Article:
Alexander appeared on television as a regular panelist on the 1951–1955 ABC-TV game show The Name's the Same.[10][11] She appeared on Broadway in Poor Richard by Jean Kerr in 1964.[12]

In April 2008, Alexander filed a lawsuit against financial adviser Kenneth I. Starr, alleging the late Stanton had left Alexander a $70 million estate which, according to court paper, Starr used inappropriately and squandered.[13][14]


Alexander died on May 21, 2009, at the age of 94 from an intestinal blockage. She is survived by her son Timothy Stanton, his wife Agnes Stanton and grandsons Liam and Conrad Stanton as well as her daughter, Jane Stanton Hitchcock.[1][3]

See also[edit]


  1. ^ a b c d e f g h i j Weber, Bruce. "Joan A. Stanton, Radio Voice of Lois Lane, Dies at 94", The New York Times, May 22, 2009
  2. ^ a b c d Dunning, John (1998). On the Air: The Encyclopedia of Old-time Radio. US: Oxford University Press. pp. 14, 17. ISBN 0-19-507678-8.
  3. ^ a b c d e f g h Bernstein, Adam (May 23, 2009). "1940s Radio Actress Joan Alexander Dies at 94". The Washington Post.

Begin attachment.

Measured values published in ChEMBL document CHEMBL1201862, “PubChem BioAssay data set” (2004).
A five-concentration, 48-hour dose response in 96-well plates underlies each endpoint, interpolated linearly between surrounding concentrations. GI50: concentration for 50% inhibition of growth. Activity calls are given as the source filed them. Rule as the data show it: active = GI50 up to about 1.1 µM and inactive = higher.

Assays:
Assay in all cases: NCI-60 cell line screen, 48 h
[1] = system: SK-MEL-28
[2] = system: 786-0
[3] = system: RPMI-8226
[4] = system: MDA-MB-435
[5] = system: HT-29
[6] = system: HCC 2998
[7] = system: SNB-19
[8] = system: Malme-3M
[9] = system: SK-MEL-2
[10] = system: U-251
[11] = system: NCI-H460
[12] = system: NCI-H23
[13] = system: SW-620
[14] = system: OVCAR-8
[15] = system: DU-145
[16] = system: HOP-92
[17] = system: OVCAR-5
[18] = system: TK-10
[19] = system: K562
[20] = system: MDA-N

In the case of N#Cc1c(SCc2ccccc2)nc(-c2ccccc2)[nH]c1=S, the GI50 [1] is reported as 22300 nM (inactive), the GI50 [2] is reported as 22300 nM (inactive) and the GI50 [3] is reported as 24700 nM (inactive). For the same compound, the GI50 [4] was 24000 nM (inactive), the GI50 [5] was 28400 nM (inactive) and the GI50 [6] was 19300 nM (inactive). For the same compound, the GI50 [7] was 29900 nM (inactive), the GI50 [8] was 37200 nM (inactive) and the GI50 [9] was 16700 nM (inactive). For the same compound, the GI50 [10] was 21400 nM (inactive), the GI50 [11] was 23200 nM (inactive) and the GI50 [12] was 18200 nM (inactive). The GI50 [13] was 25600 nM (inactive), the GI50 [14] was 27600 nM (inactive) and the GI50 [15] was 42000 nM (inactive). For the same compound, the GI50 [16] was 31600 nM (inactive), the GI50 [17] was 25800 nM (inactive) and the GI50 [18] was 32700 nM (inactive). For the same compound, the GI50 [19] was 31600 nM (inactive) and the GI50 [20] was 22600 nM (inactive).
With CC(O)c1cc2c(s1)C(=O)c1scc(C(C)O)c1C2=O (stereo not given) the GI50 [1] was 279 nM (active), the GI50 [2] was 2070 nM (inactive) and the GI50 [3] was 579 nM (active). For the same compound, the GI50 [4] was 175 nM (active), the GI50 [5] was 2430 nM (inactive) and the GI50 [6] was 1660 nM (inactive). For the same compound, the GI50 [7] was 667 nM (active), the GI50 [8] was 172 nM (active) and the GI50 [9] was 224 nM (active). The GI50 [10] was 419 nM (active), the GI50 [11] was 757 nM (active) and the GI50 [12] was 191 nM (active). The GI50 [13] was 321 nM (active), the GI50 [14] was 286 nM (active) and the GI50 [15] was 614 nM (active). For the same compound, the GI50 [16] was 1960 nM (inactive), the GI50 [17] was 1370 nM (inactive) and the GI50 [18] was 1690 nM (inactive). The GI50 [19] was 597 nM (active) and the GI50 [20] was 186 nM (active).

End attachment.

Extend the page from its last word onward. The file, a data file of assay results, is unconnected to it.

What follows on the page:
4. ^ Lackman, Ron. "Philo Vance". The Encyclopedia of American Radio. New York: Checkmark Books. p. 222. ISBN 0-8160-4137-7.
  5. ^ Cox, Jim (1999). "Perry Mason". The Great Radio Soap Operas: The 31 Classic Daytime Dramas, 1930–60. McFarland. p. 176. ISBN 0-7864-0589-9.
  6. ^ Dunning, John. (1998). On the Air: The Encyclopedia of Old-Time Radio. Oxford University Press. ISBN 978-0-19-507678-3. P. 120.
  7. ^ Scivally, Bruce (2008). Superman on Film, Television, Radio and Broadway. McFarland & Co. p. 72. ISBN 978-0-7864-3166-3.
  8. ^ a b c "Arthur Stanton, 69, Chairman Of Distributor of Volkswagen". The New York Times. January 22, 1987. Retrieved October 14, 2008.
  9. ^ Norwich, William (June 6, 2002). "At home with: Jane Stanton Hitchcock: In the Land of Toile, Murder Most Foul". The New York Times. Retrieved October 15, 2008.
  10. ^ Brooks, Tim (1999). "Name's the Same". The Complete Directory to Prime Time Network and Cable TV Shows, 1946–present. Earle Marsh. Ballantine Books. p. 712. ISBN 0-345-42923-0.
  11. ^ Stanton, Joan (July 1, 1982). Grin and Bear It. Albert Saifer Publisher. ISBN 9780875563275 – via Google Books.
  12. ^ "Internet Broadway Database". 2008-10-10.
  13. ^ Jose Martinez (April 17, 2008). "Ex-voice of Lois Lane sues, calls adviser man of steal". New York Daily News.
  14. ^ Nelson D. Schwartz (June 6, 2010). "Untangling a Ponzi Scheme With a Hollywood Twist". The New York Times.

External links[edit]